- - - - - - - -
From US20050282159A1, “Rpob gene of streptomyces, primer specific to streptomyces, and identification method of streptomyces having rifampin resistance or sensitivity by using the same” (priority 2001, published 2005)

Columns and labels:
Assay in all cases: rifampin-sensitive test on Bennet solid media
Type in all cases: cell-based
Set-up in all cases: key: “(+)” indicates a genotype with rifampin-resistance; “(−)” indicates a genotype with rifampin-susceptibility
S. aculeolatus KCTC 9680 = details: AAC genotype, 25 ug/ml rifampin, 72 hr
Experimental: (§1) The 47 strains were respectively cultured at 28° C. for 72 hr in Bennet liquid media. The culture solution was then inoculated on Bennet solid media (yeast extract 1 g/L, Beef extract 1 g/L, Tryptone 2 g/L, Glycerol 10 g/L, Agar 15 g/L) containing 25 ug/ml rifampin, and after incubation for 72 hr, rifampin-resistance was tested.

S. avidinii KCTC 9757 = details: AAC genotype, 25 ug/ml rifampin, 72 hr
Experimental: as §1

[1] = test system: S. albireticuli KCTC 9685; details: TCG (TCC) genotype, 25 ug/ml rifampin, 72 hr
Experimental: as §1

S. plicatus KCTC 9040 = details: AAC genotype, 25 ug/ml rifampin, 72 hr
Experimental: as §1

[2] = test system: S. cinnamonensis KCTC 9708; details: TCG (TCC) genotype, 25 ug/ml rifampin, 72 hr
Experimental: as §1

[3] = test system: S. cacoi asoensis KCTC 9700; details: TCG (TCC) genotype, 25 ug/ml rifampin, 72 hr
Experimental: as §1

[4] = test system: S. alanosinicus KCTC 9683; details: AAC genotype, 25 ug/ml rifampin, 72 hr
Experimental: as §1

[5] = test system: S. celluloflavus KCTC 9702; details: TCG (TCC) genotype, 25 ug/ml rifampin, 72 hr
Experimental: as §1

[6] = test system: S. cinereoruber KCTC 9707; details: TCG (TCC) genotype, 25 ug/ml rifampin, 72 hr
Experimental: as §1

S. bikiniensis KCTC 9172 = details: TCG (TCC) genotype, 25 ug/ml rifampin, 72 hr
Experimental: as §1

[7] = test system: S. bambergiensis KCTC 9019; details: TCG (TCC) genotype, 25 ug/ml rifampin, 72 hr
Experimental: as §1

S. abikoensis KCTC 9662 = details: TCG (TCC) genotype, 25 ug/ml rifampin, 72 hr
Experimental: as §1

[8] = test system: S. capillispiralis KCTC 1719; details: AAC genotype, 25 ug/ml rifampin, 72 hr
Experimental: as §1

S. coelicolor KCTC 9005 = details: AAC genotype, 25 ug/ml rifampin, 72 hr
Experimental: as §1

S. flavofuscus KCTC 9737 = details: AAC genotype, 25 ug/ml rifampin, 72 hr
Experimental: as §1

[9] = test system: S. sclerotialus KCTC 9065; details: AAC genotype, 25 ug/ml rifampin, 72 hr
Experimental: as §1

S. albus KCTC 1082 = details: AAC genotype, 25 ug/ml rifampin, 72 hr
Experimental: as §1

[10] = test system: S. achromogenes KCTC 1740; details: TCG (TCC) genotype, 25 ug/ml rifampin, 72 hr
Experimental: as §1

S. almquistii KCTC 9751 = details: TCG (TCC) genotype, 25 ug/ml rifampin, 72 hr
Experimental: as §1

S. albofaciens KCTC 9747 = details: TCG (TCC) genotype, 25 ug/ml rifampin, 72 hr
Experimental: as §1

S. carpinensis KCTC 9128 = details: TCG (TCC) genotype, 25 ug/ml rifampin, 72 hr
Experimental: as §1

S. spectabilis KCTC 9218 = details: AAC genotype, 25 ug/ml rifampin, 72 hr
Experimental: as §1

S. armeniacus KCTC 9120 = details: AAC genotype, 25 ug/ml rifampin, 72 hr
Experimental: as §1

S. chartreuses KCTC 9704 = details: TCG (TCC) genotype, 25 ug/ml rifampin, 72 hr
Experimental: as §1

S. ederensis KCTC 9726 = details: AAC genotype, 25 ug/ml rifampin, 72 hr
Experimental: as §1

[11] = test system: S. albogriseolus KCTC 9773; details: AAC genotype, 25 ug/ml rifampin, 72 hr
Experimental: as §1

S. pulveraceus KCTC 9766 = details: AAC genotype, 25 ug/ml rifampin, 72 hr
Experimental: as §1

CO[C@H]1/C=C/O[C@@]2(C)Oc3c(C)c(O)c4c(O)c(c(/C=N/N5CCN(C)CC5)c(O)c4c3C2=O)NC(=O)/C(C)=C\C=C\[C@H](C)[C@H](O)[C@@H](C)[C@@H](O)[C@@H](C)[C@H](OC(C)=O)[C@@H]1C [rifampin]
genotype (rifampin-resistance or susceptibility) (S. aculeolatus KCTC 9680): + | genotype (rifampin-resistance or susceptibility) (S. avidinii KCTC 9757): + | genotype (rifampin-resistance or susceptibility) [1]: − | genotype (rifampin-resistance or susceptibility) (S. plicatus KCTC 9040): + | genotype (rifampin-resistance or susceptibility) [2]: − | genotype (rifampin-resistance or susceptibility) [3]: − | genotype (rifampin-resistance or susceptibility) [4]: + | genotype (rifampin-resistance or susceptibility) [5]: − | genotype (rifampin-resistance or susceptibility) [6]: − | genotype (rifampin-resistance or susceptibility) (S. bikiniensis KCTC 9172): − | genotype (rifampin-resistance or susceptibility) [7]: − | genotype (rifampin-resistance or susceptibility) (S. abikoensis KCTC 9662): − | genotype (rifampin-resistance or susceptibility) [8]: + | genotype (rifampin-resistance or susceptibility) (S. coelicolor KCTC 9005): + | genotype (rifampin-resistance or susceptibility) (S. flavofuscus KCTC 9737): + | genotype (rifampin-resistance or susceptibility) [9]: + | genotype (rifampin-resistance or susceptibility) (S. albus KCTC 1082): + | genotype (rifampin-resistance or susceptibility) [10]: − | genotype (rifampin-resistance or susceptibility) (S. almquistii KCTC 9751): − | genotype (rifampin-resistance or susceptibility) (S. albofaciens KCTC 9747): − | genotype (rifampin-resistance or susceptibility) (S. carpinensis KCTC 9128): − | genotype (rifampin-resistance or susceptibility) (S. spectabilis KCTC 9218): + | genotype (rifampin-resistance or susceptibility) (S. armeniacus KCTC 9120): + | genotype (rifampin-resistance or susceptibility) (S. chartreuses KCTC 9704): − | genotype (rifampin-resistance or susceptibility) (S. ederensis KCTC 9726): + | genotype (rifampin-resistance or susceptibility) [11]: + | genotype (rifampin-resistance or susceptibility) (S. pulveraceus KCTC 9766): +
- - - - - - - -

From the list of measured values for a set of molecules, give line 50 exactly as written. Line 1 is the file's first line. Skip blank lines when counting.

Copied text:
S. armeniacus KCTC 9120 = details: AAC genotype, 25 ug/ml rifampin, 72 hr